Is Cinnamon Good For Your Brain? Experts Say This Spice Is As Good As It Gets
Cinnamon makes everything taste better. A pinch of cinnamon in your coffee? You know I'm on that sh*t every morning. Buttery, cinnamon-sprinkled sweet potatoes? Sign me up, fam. Freshly baked, flakey cinnamon rolls? Honestly, say. No. More. I would say that I'll stop my aggressive stanning of cinnamon now, but the thing is, this sweet and fragrant spice isn't just incredibly tasty. Cinnamon is good for your brain, too, which undoubtedly makes it the best spice around. Do not even consider fighting me on this (I'm looking at you, turmeric lovers).
All kidding aside, though, especially around the holidays, cinnamon is a glorious addition to all the things. Plus, if your to-do list is a bit overwhelming lately — holiday parties to attend, gifts to exchange, sugar cookies to bake — why not consider reaping cinnamon's many brain-centric benefits?
"Cinnamon is a wonderful ingredient, which not only provides potent, pleasant taste, but contributes numerous health benefits as well — particularly to the brain and its processes," Jamie Bacharach, an acupuncturist and alternative medicine expert at Maple Holistics, tells Elite Daily over email. "Our bodies convert cinnamon to sodium benzoate, which offers anti-inflammatory and antioxidant effects to the body and brain, resulting in a sharper mind and clearer head."
Specifically, says Bacharach, the sodium benzoate that cinnamon is converted to once it's in your body is capable of helping the brain to create and preserve memories, as well as aiding with general cognitive functions. "Cinnamon has also been found to protect the brain under various difficult conditions, and is even capable of fighting the effects of Parkinson's and multiple sclerosis," Bacharach explains. "It is believed that cinnamon can help to prevent cognitive disease and degeneration before it occurs, as well."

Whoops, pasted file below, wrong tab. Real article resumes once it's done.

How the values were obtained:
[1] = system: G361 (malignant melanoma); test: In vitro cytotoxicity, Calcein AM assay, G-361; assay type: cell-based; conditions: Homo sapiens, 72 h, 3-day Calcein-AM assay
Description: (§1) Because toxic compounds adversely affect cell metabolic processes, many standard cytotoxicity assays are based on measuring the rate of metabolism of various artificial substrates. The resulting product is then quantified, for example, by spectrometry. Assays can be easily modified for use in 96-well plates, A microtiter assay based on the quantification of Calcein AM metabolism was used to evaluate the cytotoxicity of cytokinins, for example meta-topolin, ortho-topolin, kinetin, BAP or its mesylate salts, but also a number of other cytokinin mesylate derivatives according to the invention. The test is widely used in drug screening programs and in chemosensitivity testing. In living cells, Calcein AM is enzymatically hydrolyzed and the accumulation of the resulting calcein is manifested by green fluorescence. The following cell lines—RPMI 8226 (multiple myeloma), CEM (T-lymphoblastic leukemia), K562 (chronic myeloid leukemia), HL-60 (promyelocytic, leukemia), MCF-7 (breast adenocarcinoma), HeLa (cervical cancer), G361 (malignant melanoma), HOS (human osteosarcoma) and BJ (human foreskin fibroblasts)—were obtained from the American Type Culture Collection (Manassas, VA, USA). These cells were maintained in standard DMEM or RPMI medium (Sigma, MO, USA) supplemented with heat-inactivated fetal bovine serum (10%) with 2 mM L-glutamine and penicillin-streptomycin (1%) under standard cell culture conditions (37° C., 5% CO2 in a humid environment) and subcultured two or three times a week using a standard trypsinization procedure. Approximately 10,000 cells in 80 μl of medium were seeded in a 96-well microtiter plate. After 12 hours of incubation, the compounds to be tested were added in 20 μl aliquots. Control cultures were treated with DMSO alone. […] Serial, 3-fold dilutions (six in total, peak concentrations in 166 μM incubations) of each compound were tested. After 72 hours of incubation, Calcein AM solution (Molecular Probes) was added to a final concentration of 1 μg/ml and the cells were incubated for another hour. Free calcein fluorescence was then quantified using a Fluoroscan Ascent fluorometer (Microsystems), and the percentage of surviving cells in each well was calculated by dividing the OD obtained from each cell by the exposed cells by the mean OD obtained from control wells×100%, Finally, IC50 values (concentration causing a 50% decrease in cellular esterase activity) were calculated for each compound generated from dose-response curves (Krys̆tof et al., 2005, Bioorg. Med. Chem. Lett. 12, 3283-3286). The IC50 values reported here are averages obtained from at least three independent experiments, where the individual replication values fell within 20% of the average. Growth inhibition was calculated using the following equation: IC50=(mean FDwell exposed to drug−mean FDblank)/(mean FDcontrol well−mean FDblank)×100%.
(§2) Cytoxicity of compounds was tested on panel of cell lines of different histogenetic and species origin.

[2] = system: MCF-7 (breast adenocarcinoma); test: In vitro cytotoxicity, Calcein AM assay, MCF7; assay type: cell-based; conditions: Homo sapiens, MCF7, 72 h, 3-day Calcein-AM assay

Of course, these are mostly long-term benefits of cinnamon, but if your head is spinning from gift-shopping, food-prepping, and all your other holiday responsibilities, what could it hurt to add some cinnamon to your morning coffee, or even those sweet potatoes you're planning to eat for dinner? After all, Bacharach says cinnamon is also an excellent source of manganese, which is an antioxidant which promotes general brain health and functioning.
Not to brag here, but no wonder I did so well on my college exams while I was chugging my generously cinnamon-sprinkled Starbucks coffee — just saying. "All in all, it's tough to argue with cinnamon's brain-boosting punch," Bacharach adds.
While the U.S. Department of Agriculture doesn't have specific guidelines for how much cinnamon is good to eat, the European Food Safety Authority states that around one teaspoon per day is the recommended amount. However, according to Monica Auslander Moreno, MS, RD, LD/N, a nutrition consultant for RSP Nutrition, you probably don't need to eat quite that much of the spice on a regular basis to reap its brain-boosting benefits. "I recommend a dash here and a dash there; sprinkling it on food or in tea/coffee, cooking with it, etc.," she tells Elite Daily in an email.
Auslander Moreno also stresses the importance of never taking cinnamon as a "shot," as it's "a choking hazard," she says. Seriously, "the cinnamon challenge" is not worth it, guys.
Instead, don't hold back when it comes to sprinkling cinnamon in your morning java, adding it to a nourishing bowl of apple cinnamon oatmeal, or including it in the copious amount of delicious baked goods you might be making for the holidays. Another idea? Go and treat yo'self by picking up some drool-worthy cinnamon rolls from a local bakery — you deserve it.